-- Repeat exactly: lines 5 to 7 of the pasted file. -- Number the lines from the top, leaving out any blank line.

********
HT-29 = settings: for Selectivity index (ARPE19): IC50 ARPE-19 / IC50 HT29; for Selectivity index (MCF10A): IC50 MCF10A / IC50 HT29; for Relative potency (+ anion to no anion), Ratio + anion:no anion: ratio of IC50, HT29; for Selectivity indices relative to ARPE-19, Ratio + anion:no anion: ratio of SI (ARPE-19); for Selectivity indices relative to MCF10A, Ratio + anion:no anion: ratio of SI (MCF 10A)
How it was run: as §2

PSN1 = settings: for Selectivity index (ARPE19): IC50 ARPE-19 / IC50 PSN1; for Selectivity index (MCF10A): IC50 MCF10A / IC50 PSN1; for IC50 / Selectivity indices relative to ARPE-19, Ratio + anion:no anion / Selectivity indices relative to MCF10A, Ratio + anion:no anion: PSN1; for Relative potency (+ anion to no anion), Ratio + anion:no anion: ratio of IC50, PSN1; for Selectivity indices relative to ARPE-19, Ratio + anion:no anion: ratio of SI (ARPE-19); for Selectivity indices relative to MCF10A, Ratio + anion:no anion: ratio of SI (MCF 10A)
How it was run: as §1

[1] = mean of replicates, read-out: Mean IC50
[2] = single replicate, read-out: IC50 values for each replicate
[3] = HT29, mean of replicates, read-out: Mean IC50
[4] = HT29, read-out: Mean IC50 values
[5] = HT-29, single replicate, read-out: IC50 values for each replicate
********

[1] = mean of replicates, read-out: Mean IC50
[2] = single replicate, read-out: IC50 values for each replicate
[3] = HT29, mean of replicates, read-out: Mean IC50